Playing drums and other musical instruments benefits your brain.

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HAS A stranger, I would probably look like an octopus having a feverish dream – my nervous appendages stomping on the hi-hat pedal and hitting the snare when they should be doing something else. For my long-suffering drum teacher, I am one of the countless amateurs he has guided through a legendary groove of pop music: the intro to “50 Ways to Leave Your Lover” by Paul Simon, performed by the inimitable drummer Steve Gadd.

For a neurologist who studies the effects of music on the brain, I would be quite another thing: a middle-aged man doing the equivalent of a full body workout for his gray matter.

This is not hyperbole. For much of the past two decades, doctors and scientists have collected a wealth of evidence that not only suggests but clearly shows how playing music improves your brain function. From UC San Francisco to Northwestern, from the University of Central Florida to Pitt and others, the results are as consistent as our brains are complex. The simple – or maybe not so simple – acts of playing scales on the guitar, blowing a trumpet, and typing paradiddles lead to tangible rewards. Playing music can improve memory and cognition, help you hear and understand better in noisy environments, and even serve as an effective tool in treating patients with memory-destroying conditions, such as Alzheimer’s disease and Parkinson’s disease. Researchers have also shown that playing music, which includes singing, activates the limbic center of the brain and releases chemicals, such as dopamine, that make us feel happy. And not only while you play — the benefits may stay with you into old age. In addition, the physiological and psychological dividends are especially important if you are a novice or if you are dusting off an instrument from your youth. Translation: As long as you are challenged in one way or another, being bad at an instrument is good for you.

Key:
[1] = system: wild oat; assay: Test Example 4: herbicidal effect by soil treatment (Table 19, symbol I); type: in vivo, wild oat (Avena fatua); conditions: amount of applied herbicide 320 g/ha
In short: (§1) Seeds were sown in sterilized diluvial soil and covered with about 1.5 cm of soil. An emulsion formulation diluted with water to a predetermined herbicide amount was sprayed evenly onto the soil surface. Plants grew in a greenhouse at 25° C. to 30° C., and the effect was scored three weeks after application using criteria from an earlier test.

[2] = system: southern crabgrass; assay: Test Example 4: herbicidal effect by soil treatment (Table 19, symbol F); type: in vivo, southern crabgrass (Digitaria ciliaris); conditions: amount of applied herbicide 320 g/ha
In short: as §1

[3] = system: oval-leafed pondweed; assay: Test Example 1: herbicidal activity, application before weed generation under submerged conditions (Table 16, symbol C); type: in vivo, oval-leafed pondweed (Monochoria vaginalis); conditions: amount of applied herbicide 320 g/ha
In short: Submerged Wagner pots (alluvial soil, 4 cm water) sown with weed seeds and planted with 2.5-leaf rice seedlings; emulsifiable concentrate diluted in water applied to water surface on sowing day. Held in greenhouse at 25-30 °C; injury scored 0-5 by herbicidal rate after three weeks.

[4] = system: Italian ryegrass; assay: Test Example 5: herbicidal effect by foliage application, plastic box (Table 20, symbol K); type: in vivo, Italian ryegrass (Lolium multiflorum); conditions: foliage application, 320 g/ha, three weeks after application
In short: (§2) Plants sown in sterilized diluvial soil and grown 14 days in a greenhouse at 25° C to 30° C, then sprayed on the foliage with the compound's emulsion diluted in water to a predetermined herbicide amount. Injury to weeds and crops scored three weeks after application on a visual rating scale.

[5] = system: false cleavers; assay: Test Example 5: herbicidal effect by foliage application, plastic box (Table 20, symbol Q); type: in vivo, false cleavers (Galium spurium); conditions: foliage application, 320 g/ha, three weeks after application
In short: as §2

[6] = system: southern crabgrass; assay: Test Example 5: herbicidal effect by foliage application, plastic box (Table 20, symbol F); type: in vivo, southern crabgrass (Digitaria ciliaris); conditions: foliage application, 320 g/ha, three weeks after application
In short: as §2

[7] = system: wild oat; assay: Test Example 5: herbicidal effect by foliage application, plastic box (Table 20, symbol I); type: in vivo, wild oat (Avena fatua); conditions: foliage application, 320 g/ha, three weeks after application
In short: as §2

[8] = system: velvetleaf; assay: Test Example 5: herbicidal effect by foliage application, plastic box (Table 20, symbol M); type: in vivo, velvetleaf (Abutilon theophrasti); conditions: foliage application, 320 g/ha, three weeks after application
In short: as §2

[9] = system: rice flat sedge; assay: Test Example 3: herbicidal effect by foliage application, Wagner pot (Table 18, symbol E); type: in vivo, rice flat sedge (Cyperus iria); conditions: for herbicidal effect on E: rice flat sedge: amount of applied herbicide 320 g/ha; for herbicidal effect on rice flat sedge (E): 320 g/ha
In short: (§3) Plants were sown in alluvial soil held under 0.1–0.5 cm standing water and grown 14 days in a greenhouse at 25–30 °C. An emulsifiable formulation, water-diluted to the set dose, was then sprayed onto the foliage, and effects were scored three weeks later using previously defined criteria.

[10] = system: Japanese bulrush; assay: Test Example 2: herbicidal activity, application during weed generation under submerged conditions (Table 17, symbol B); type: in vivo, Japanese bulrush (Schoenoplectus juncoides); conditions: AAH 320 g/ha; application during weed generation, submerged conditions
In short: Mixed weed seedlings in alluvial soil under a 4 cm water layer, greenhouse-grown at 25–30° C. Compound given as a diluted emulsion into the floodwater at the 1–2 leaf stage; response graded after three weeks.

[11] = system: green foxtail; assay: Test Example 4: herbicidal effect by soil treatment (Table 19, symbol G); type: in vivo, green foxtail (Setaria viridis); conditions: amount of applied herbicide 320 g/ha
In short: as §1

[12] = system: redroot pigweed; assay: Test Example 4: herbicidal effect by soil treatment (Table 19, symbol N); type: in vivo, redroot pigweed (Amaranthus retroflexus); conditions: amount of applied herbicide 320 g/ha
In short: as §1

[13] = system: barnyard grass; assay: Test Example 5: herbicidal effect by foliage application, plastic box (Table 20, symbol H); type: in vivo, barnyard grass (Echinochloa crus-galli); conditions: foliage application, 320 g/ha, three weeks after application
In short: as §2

Mike Kessler on drums.